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LEISURE: The portion of time workers and other people spend not being compensative for work performed when they actively engaged in the production of goods and services. In other words, this is the time people sent off the job. Leisure activities can include resting at home, working around the house (without compensation), engaging in leisure activities (such as weekend sports, watching movies), or even sleeping. Leisure time pursuits becomes increasingly important for economies as they become more highly developed. As technological advances reduce the amount of time people need to spend working to generate a given level of income, they have more freedom to pursue leisure activities. Not only does this promote sales of industries that provide leisure related goods (sports, entertainment, etc.) it also triggers an interesting labor-leisure tradeoff and what is termed the backward-bending labor supply curve.

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Lesson 23: Factor Market Equilibrium | Unit 5: Bilateral Monopoly Page: 23 of 24

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  • The four curves in this diagram illustrates the boundaries of this negotiation.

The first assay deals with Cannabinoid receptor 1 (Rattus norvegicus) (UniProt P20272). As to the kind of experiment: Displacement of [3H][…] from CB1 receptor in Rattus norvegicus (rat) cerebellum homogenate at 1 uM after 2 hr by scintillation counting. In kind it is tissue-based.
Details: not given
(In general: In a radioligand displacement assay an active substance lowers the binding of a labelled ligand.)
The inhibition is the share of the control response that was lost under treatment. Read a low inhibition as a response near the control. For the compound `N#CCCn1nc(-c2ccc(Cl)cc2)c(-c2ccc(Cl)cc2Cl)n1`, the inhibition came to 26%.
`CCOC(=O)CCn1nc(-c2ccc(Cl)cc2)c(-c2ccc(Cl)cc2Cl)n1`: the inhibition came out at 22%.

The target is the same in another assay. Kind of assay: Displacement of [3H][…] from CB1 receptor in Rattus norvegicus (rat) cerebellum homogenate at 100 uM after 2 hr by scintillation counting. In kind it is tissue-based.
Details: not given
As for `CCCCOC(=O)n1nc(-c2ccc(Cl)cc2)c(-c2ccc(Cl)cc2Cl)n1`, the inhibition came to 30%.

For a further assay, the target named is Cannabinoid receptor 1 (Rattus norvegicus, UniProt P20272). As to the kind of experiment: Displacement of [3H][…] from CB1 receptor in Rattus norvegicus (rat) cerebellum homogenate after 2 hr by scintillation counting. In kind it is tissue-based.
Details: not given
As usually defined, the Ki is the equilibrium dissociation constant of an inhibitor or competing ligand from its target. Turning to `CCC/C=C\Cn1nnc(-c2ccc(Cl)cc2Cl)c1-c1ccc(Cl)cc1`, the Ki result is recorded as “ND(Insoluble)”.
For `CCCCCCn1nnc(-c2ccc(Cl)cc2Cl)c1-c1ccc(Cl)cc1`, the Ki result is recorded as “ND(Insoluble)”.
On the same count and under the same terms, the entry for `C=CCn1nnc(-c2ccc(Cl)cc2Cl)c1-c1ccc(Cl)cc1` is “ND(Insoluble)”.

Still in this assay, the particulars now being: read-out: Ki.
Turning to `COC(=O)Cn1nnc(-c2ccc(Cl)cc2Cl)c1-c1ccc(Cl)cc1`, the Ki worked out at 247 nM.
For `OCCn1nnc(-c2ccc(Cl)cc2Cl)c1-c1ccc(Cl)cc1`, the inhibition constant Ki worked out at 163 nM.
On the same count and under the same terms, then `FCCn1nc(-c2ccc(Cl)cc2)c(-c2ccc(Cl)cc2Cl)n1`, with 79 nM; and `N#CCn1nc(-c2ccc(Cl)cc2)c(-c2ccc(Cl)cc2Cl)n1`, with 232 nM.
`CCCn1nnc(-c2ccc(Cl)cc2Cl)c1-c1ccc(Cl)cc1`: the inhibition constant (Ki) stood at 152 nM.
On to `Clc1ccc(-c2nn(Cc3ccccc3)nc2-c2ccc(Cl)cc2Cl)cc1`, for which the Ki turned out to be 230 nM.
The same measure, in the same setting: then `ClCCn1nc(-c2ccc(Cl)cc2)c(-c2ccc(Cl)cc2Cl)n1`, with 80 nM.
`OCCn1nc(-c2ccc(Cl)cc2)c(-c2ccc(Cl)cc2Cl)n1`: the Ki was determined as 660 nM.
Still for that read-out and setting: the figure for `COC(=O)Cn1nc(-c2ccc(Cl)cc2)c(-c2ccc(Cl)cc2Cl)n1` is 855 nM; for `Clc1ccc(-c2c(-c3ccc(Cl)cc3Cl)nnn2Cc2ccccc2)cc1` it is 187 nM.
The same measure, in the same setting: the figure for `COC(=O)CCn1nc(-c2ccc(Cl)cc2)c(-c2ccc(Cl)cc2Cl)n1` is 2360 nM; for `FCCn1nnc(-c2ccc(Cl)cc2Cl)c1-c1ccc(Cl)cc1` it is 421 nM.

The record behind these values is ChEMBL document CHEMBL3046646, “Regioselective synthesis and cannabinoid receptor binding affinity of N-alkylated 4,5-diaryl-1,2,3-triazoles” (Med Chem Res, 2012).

• However, we don't have just a monopsony or just a monopoly, we have a bilateral monopoly.

  • The ultimate price depends on which side is the better negotiator.

  • One of the more intriguing implications of this analysis is for efficiency:

  • While neither monopsony nor monopoly are particular efficient, the price negotiated by a bilateral monopoly is bound to be closer to the perfect competition price than the other two separately.


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LAISSEZ FAIRE

The notion that government should not intervene into production, consumption, and exchange activities and that the private sector (households and businesses) should be free to make allocation decisions. Laissez faire is a French term that roughly translates into "allow to act." It has been the rallying cry for many people (primarily business leaders) who oppose government intervention, regulation, or even taxation since it was popularized in the late 1700s by Adam Smith in The Wealth of Nations.

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Today, you are likely to spend a great deal of time at the confiscated property police auction looking to buy either decorative picture frames or storage boxes for your income tax returns. Be on the lookout for high interest rates.
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On a typical day, the United States Mint produces over $1 million worth of dimes.
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